Vijnaptimatra.  Subschool of Yogacara presented by Vasubandhu himself could be considered to be "classical" Yogacara; it was just in Vasubandhu's and his disciples' works this school attained its perfect maturity. Unlike Asanga, Vasubandhu carefully reserves from the arguments of the onthological character having strong intention to keep himself exclusively in the frames of phenomenolology. Developing the concept of "alaya - vijnana" and the teaching about three levels of reality (trisvabhava), Vasubandhu tells nothing about any Absolute, or the Only Mind, he reserves himself from discussion about the essence, or nature of consciousness examining only its phenomena (laksana).  Nevertheless, his disciples Sthiramati and Dharmapala transcended the limitations of the pure empiricism and phenomenologism of Vasubandhu distinctively proclaiming the idea of the non-existence of the world outside consciousness (this position was accepted by the Chinese Yogacarins Xuan-zang and Kuai-ji; Xuan-zang was a pupil of Dharmapala's disciples).  It can be added here that in India such words as Vijnaptimatra and Cittamatra were pure synonyms but the Chinese tradition absolutely correctly distinguishes them. In the Chinese Buddhist parlance Cittamatra (wei xin) is the name for the Tathagatagarbha theory based schools whose intention was to investigate the very nature of Mind (cittatva; xin xing), and Vijnaptimatra (wei shi) is a designation of the school of classical Yogacara with a phenomenological approach to Mind; their intention was to investigate only phenomena (laksana; xiang) of consciousness and not its transcendental nature (that is paratantra and not parinispanna level). Xuan-zang's School of the Dharmic Phenomena (fa xiang zong) just was a representative of this philosophical attitude.

Sautrantika - yogacara of Dignaga - Dharmakirti branch was called by this name because of some special features of this subschool. The philosophers of this trend together with the Sautrantikas of the Hinayana tradition taught that sensations contained an element of the real knowledge. But this position did not prevent some later representatives of this subschool (Prajnakaragupta, Ratnakirti) to be proponents of the extreme illusionism and solipsism (as well as of  solipsism of this moment). The best example of such extreme idealistic ideas was the treatise of Ratnakirti (XI century) "Refutation of the existence of other minds" (Santanantara dusana).   The logico-epistemological trend of Yogacara rejected the doctrine of
alaya-vijnana but preserved the concept of vasanas, or "habitual force" (the notion designated the energy of habit which conditioned the intentions of mind to project its contents outward). The thinkers of this subschool were extreme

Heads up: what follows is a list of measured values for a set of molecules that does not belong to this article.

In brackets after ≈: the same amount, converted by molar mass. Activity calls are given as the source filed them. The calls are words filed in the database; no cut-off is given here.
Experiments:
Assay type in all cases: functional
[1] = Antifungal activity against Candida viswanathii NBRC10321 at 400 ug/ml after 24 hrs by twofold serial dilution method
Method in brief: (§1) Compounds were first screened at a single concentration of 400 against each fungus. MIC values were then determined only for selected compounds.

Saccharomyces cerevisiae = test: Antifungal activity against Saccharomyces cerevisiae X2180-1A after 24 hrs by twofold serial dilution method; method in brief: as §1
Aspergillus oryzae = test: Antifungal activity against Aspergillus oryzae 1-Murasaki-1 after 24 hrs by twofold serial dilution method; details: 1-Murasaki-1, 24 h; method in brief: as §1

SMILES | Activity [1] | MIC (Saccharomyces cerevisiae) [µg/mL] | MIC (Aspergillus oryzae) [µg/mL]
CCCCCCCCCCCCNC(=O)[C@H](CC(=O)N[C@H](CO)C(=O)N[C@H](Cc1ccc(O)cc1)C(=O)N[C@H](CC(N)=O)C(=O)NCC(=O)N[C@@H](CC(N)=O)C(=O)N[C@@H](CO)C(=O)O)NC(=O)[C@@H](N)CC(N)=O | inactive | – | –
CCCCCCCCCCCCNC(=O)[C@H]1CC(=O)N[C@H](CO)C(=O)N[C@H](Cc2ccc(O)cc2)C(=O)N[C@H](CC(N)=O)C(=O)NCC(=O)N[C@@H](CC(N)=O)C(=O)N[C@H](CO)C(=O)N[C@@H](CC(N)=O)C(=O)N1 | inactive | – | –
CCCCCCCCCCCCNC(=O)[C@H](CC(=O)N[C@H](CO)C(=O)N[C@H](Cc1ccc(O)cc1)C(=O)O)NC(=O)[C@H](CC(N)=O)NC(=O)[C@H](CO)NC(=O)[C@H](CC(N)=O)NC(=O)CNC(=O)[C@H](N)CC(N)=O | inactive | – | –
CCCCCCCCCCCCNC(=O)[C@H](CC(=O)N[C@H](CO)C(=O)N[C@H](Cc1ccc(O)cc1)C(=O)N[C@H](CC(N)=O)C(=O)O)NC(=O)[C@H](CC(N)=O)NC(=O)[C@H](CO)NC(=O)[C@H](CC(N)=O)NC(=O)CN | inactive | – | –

nominalists and empiricists who underlined the theory of the momentary character of all existence and considered the contents of the present single perception (svalaksana) to be the only reality. In the same time they were extremely interested in the problems of the formal logic which was used by them in their rather successful and very active polemics with the Brahmanists.

Master Dharmakirti - 600-660 AD,
Exponent of the Madhyamika Prasangika.
(Tibetan block print)
external linkBuddhist Artworkmirror (Australia)

It is important to note that all mentioned Yogacara trends are not purely philosophical but religious—philosophical. All Yogacara discourse takes place within the religious and doctrinal dimension of Buddhism. It is also determined by the fundamental Buddhist problem, that is living being and its liberation from the bondage of Samsara. Just the thinkers of this school worked out the detailed version of the Mahayanistic doctrine of Buddha's Three Bodies (trikaya, fo san shen) and the teaching about ten stages of the bodhisattva path: the chapters on these themes not only constitute important structural units of
such important Yogacara texts as Asanga's "Mahayana samgraha" or Vasubandhu—Xuan-zang's "Vijnaptimatra siddhi sastra" but determine as well the contents and structure of such longest Buddhist philosophical treatise as Asanga's "Stages of the Yogic Path" (Yogacara bhumi sastra). Historically different subschools of the Yogacara tradition played unequal roles in the history of the Mahayanistic Buddhist thought. Thus, the branch of Asanga (or Maitreya-Asanga) which represented by itself a kind of synthesis between Yogacara and the theory of Tathagatagarbha was very fruitful for the Chinese tradition. And in Tibet it had only very limited popularity.

Vasubandhu's Vijnaptimatra determined the character of the Chinese school of Faxiang zong founded by Xuan-zang; it was known very well in Tibet as well.  Logico-epistemological trend had no followers in China or in the Far East as such but it exerted a powerful influence on the formating of the logico-theoretical tradition in Tibet. But in any case the school of Yogacara Buddhist philosophy is one of the most profound and subtle Indian philosophical system spreading with the Buddhist religion all along Eastern and Central Asia. And Xuan-zang was the greatest exponent of this philosophical trend in China.

This text was presented as a paper on the Second International Academic Conference on Xuanzang Studies (China, Shaanxi Province, town of Tongchuan -- March 22-23, 1999).
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page uploaded 4 December 1999, last modified 12 July 2004